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Ask HD Beat: Does 480p and 16:9 Really Match?

Ben Drawbaugh

Reader Ralph writes in and asks: Does 480p and 16:9 Really Match? If a video game is 640x480 which is obviously not 16x9 how is the image 16x9? So is it some behind the scenes TV work that is going on to make the image widescreen? Or is the image stretched slightly?"

Yet another great question by an HD Beat reader. This really drove me nuts until I researched it. You sort of already know the answer, the picture is displayed in the appropriate aspect ratio regardless of the actual resolution. The reason is that not all pixels are square. Any image can be made up of any number or shape of pixels. When we watch 640x480 on a 4x3 TV the pixels are square as they are with 1280x720 on an HDTV. When we watch most SD widescreen video like Fox Widescreen or video games which are only capable of displaying a certain number of pixels, they use square pixels so they can produce a 16x9 image.

DVD players do this as well as video game consoles and cable boxes. This is why they all these devices have settings which allow you to set the aspect ratio of your TV. If you turn it to widescreen even though you don't have a widescreen TV the image will be distorted. Some cable boxes will actually add black bars on either side so that the image is not distorted by the TV. The interesting thing is that DVDs are 720x480 which also isn't 16x9, but thanks to anamorphic abilities of your player, your TV scales the image to the native resolution of your TV. All the more reason to go HD on your DVD player.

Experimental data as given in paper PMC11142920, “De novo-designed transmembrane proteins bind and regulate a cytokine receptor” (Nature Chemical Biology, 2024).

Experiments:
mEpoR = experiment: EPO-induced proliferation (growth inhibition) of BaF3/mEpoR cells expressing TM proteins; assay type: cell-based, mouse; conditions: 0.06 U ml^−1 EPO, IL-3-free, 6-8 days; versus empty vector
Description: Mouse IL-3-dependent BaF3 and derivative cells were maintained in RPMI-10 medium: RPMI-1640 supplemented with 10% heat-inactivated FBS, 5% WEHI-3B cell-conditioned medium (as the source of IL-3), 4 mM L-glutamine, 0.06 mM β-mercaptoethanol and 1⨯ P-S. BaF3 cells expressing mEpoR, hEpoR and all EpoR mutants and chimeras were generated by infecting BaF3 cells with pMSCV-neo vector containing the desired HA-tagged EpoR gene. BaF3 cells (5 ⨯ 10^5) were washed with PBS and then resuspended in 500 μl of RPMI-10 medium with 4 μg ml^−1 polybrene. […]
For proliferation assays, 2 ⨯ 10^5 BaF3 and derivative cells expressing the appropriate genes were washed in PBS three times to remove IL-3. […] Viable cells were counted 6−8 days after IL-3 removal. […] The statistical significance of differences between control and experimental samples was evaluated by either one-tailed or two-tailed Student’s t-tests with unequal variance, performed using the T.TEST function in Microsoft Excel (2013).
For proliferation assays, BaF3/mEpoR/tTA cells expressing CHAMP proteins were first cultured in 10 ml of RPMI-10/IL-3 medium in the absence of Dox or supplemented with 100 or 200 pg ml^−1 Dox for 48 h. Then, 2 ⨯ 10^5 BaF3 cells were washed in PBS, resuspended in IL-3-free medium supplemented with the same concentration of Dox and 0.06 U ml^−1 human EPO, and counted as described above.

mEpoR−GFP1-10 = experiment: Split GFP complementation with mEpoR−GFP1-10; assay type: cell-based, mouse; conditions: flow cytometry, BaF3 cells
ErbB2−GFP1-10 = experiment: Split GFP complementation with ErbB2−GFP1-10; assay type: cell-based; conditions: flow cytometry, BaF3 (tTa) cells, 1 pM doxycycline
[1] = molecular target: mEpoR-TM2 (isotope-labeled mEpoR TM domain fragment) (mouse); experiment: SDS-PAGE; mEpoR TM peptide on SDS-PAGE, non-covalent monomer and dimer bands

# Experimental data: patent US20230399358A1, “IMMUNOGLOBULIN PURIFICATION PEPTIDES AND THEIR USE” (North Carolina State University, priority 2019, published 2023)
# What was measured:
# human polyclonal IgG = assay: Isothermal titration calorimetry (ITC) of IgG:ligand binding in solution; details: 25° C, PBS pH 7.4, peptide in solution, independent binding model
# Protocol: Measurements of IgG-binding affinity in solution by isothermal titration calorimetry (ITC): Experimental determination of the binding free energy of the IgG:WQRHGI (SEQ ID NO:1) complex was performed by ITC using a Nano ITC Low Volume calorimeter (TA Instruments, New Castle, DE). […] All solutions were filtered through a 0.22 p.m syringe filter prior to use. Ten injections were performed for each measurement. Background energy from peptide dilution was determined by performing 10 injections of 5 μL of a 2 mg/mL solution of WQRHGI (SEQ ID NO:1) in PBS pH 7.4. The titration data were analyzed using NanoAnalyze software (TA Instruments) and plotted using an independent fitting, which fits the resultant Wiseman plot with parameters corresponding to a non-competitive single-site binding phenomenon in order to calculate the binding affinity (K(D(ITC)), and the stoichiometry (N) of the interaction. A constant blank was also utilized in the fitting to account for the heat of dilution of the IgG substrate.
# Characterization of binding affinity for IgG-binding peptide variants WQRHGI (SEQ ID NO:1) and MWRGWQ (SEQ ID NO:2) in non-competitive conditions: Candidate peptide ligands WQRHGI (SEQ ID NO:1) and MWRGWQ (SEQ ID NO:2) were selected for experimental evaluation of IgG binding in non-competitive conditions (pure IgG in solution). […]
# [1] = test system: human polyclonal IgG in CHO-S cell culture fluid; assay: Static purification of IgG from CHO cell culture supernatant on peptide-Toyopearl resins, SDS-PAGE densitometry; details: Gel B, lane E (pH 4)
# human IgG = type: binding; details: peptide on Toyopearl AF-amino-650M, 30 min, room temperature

Fox Widescreen has worked like this for years, Fox was the first to update their infrastructure to digital, but before HD was prevalent, as a result they were reluctant to go HD and ended up the last of the 4 major networks to go HD. They were able to do this because their video was recorded with cameras with 16x9 modes that effectively shrinks the pixels to SD and then stretched them back at the other end. Fox Widescreen still continues to fool many people during promos and shows like Cops; people think they are HD just because they are widescreen. Some people have actually captured images of Fox widescreen in a 4:3 fame due to technical difficulties.

DIRECTV is also known to shave some pixels off in order to save bandwidth. Some call it HD lite, but basically instead of sending out 1920x1080 they will transmit 1280x1080. This is how their HD has some of the lowest bit rates in the business. But regardless of how many pixels they shave off we still see a 16x9 image.

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